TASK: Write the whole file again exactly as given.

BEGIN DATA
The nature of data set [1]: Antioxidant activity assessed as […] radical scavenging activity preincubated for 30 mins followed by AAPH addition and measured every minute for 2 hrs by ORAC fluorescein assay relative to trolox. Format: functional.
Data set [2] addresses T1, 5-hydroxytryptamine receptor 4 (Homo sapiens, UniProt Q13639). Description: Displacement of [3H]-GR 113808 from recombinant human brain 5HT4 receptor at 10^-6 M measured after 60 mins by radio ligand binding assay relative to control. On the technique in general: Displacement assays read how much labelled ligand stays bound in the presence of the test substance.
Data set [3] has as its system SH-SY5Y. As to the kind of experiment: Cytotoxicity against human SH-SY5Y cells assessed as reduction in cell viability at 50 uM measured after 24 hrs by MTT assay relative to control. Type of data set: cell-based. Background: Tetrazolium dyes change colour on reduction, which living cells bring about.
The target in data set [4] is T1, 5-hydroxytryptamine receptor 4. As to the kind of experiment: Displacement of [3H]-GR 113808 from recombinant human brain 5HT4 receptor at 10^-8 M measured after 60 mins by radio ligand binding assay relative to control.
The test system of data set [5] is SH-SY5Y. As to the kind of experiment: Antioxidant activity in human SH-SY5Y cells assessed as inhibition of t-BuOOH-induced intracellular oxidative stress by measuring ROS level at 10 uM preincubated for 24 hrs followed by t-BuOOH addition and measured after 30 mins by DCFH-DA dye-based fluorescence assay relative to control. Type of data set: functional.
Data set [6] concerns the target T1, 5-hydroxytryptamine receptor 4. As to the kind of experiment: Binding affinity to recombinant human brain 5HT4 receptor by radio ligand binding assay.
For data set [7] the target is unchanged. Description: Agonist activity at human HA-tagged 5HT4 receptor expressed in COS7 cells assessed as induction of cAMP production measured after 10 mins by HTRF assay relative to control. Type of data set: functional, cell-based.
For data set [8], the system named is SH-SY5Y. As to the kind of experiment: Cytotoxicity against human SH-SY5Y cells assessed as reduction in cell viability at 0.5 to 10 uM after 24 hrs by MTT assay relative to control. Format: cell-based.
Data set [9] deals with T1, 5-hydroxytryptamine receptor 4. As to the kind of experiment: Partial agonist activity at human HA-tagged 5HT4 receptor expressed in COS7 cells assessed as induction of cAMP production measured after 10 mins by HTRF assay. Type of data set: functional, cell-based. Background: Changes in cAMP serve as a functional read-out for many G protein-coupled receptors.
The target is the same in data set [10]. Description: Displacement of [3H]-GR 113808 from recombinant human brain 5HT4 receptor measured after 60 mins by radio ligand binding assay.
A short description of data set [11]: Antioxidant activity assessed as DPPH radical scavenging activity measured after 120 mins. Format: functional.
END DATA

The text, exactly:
The nature of data set [1]: Antioxidant activity assessed as […] radical scavenging activity preincubated for 30 mins followed by AAPH addition and measured every minute for 2 hrs by ORAC fluorescein assay relative to trolox. Format: functional.
Data set [2] addresses T1, 5-hydroxytryptamine receptor 4 (Homo sapiens, UniProt Q13639). Description: Displacement of [3H]-GR 113808 from recombinant human brain 5HT4 receptor at 10^-6 M measured after 60 mins by radio ligand binding assay relative to control. On the technique in general: Displacement assays read how much labelled ligand stays bound in the presence of the test substance.
Data set [3] has as its system SH-SY5Y. As to the kind of experiment: Cytotoxicity against human SH-SY5Y cells assessed as reduction in cell viability at 50 uM measured after 24 hrs by MTT assay relative to control. Type of data set: cell-based. Background: Tetrazolium dyes change colour on reduction, which living cells bring about.
The target in data set [4] is T1, 5-hydroxytryptamine receptor 4. As to the kind of experiment: Displacement of [3H]-GR 113808 from recombinant human brain 5HT4 receptor at 10^-8 M measured after 60 mins by radio ligand binding assay relative to control.
The test system of data set [5] is SH-SY5Y. As to the kind of experiment: Antioxidant activity in human SH-SY5Y cells assessed as inhibition of t-BuOOH-induced intracellular oxidative stress by measuring ROS level at 10 uM preincubated for 24 hrs followed by t-BuOOH addition and measured after 30 mins by DCFH-DA dye-based fluorescence assay relative to control. Type of data set: functional.
Data set [6] concerns the target T1, 5-hydroxytryptamine receptor 4. As to the kind of experiment: Binding affinity to recombinant human brain 5HT4 receptor by radio ligand binding assay.
For data set [7] the target is unchanged. Description: Agonist activity at human HA-tagged 5HT4 receptor expressed in COS7 cells assessed as induction of cAMP production measured after 10 mins by HTRF assay relative to control. Type of data set: functional, cell-based.
For data set [8], the system named is SH-SY5Y. As to the kind of experiment: Cytotoxicity against human SH-SY5Y cells assessed as reduction in cell viability at 0.5 to 10 uM after 24 hrs by MTT assay relative to control. Format: cell-based.
Data set [9] deals with T1, 5-hydroxytryptamine receptor 4. As to the kind of experiment: Partial agonist activity at human HA-tagged 5HT4 receptor expressed in COS7 cells assessed as induction of cAMP production measured after 10 mins by HTRF assay. Type of data set: functional, cell-based. Background: Changes in cAMP serve as a functional read-out for many G protein-coupled receptors.
The target is the same in data set [10]. Description: Displacement of [3H]-GR 113808 from recombinant human brain 5HT4 receptor measured after 60 mins by radio ligand binding assay.
A short description of data set [11]: Antioxidant activity assessed as DPPH radical scavenging activity measured after 120 mins. Format: functional.